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Consumer Culture Theory in Sweden

Updated: Jan 21

Shaping Connections Founder and Director, Associate Professor Bernardo Figueiredo explores how older adults are using technology on his recent study tour to Europe.

What an incredible week at Consumer Culture Theory (CCT) Conference in Lund, Sweden. Reconnecting with colleagues and friends from around the globe has been an absolute joy. With 317 attendees from 25 different countries, the conference has been a melting pot of ideas and experiences, fostering a vibrant atmosphere of collaboration and knowledge sharing.

The week started with an intensive meeting of the newly elected board at the Consumer Culture Theory Consortium Inc, where I proudly represented the Asia Pacific region. We engaged in productive discussions for over three hours, deliberating on crucial matters for the community's growth and continuity.

One landmark decision was reducing fees for participants from the Global South, promoting inclusivity and amplifying diverse voices. This is just the beginning of our efforts toward building a more diverse and inclusive community.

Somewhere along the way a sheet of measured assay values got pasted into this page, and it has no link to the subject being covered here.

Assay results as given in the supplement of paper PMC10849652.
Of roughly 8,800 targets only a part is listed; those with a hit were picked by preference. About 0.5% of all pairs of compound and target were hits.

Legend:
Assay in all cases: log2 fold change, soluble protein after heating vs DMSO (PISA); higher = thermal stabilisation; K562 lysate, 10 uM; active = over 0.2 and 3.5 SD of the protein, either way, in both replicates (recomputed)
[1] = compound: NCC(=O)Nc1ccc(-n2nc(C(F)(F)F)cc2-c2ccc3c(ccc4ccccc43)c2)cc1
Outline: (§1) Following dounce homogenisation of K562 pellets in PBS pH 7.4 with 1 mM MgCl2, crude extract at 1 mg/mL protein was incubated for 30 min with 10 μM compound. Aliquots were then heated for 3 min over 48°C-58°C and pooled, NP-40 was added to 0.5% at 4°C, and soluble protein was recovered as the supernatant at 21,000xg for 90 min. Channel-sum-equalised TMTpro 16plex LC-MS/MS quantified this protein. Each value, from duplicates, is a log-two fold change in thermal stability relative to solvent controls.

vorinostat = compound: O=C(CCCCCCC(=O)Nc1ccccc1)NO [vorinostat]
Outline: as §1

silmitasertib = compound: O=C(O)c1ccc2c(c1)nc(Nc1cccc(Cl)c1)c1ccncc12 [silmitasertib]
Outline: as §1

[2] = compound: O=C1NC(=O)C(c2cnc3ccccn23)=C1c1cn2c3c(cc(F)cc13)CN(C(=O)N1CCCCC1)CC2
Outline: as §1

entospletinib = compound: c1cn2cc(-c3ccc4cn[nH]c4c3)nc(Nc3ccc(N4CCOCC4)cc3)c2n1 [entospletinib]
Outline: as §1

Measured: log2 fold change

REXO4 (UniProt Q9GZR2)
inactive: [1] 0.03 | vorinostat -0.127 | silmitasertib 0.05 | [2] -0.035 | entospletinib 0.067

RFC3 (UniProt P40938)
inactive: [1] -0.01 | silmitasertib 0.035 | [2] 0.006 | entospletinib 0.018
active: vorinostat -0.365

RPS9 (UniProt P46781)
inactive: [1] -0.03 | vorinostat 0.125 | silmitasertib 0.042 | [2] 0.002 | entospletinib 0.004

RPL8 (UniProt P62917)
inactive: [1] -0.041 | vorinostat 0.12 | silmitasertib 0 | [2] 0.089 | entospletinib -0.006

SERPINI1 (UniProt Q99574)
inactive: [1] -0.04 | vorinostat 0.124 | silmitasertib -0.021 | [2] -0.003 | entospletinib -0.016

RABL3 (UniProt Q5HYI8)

Under the leadership of Hope Jensen Schau, we explored potential future hosts for the CCT Conference including RMIT University!

Having all three of my paper submissions accepted was an honor, and I'm grateful for the positive reception they received:

  1. "Codesign to Empower," my first paper with RMIT co-authors and Shaping Connections colleagues Mike Reid, Torgeir Aleti (né Watne) and Diane Martin, explored transformative co-design work with older adults in the U3ANetwork Victoria, generating significant interest.

  2. My second project delved into two topics close to my training: globalisation and ethnographies. In this theoretical exploration, I discussed innovative methodologies to advance global ethnographies in a post-global world. The insights shared during the presentation were enlightening and thought-provoking.

  3. My third paper focused on a captivating project by my former PhD student, Phan Ngan, investigating the experiences of tourists in war sites in Vietnam. Although the paper's storyline requires refinement, the research itself is immensely valuable, and collective, collaborating with two outstanding co-authors Samuelson Appau and Michael Beverland

Lastly, I was thrilled to participate in an exceptional panel discussion on consumption injustices. We delved deep into issues of gender, migratory, spatial, environmental, race, and ethnic injustices, contemplating the necessary steps to address them.

Beyond the enriching academic program, the opportunity to reconnect with old friends and see their recovery and growth in the post-pandemic world has been the true highlight. These intellectual and social exchanges are crucial for professional development and remind us of the resilience and strength of our global community.

Bernardo and friends at the CCT conference in Sweden
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